The holiday season can be a stressful period, while intended to be a time of celebration, it can also be a time of sadness or loneliness for some.
You may feel that the holidays don’t meet your expectations, or you may miss people who you cannot be with over the holidays. It is normal to feel down occasionally and for a short period of time. If you feel your depression is more than just a normal short-term period of sadness please seek assistance.
If you are having thoughts of suicide, go immediately to your local emergency room.
Helplines can provide you with immediate access to support and advice that is confidential, free and anonymous. The following link to our website contains:
Mental Health Emergency Response Line …1300 555 788
Mead Center …………………………………………9391 2400
Police …………………………………………………..13 14 44
Additionally, some of the following strategies may help you manage feelings of sadness over the holidays:
1. Self-care When everyone seems to be smiling around you, it can make it harder to acknowledge that you might not be feeling happy yourself. It is important to be honest with yourself, though. Trying to force yourself to be happy just because it is the holidays is not healthy. Take some time out to clear your mind by going for a walk, listening to soothing music, reading a book or practising breathing exercises. Maintaining good habits like getting enough rest and making healthy eating choices can help to reduce stress.
2. Keep active Maintaining our physical health is not only good for our bodies, it can also have a positive impact on our social, emotional and overall wellbeing. Regular exercise is seen as an active recovery tool for people with lived experience of anxiety and depression as it can help to promote a relaxed state of mind, boost self-esteem, and can help people connect with others through shared social experiences. Incorporate exercise into each day as part of a healthy routine by going for a walk in the park, doing a sport or activity you find fun and enjoyable.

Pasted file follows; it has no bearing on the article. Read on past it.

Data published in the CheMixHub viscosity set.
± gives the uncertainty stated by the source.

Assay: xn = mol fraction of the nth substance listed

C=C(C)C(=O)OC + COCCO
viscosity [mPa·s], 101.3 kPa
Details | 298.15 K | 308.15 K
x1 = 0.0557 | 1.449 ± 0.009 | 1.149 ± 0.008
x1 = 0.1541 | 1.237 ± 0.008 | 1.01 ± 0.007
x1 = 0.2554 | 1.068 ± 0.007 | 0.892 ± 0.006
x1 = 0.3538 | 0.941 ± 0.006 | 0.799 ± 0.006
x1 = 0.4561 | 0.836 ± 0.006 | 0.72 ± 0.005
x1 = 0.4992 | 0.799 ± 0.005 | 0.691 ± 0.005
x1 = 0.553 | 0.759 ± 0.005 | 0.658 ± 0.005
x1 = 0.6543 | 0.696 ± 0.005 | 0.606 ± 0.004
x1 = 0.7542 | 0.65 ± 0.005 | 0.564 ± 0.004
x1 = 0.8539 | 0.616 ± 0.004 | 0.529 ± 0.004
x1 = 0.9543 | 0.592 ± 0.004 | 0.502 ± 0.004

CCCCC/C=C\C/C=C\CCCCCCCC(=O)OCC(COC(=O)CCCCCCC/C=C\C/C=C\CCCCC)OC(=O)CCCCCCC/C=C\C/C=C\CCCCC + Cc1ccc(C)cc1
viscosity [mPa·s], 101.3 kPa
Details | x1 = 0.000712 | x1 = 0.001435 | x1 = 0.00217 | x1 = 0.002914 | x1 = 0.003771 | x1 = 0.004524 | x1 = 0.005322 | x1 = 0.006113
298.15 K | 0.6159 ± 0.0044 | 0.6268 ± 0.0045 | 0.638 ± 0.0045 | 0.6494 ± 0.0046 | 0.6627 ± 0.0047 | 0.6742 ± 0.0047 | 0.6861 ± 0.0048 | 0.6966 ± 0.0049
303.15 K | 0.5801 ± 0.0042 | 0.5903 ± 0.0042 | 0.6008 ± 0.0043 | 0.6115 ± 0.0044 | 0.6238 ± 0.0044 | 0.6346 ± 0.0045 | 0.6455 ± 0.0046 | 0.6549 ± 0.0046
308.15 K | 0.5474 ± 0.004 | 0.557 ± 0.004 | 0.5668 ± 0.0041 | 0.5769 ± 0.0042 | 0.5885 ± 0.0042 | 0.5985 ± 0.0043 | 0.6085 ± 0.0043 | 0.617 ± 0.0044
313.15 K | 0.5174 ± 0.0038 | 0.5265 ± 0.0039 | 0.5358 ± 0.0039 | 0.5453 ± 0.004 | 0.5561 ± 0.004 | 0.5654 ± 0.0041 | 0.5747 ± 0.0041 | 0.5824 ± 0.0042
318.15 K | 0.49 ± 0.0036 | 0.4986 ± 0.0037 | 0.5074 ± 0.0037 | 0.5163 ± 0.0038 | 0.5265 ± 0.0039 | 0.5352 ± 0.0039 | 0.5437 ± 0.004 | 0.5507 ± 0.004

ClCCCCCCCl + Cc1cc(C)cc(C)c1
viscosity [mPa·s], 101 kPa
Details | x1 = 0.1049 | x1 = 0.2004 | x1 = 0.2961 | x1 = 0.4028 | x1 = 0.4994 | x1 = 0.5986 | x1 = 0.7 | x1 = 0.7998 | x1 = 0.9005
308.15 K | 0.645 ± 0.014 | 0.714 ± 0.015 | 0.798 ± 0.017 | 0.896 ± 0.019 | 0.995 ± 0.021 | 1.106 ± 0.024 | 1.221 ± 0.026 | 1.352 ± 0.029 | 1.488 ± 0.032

3. Maintain connections Living apart from family, complex relationships or the recent loss of someone can magnify feelings of loneliness or isolation during the holiday season. If you are feeling sad or down, reach out to a neighbour, family member, friend or community group for support and companionship. Volunteering your time with a group can also help broaden and strengthen your friendships.
4. Accept help This requires strength in itself, as does offering help to others. What you might consider a small gesture can have a big impact on someone’s wellbeing. Likewise, it can also play a positive role in enhancing your own wellbeing. You might want to help someone cook a meal or just be there to listen. Reversely, if someone offers you help, don’t be afraid to accept it. It is also important that you seek professional help if you need it. There are crisis and information services operating 24/7 during the holiday period. https://lifepathpsychology.com.au/mental-health-links/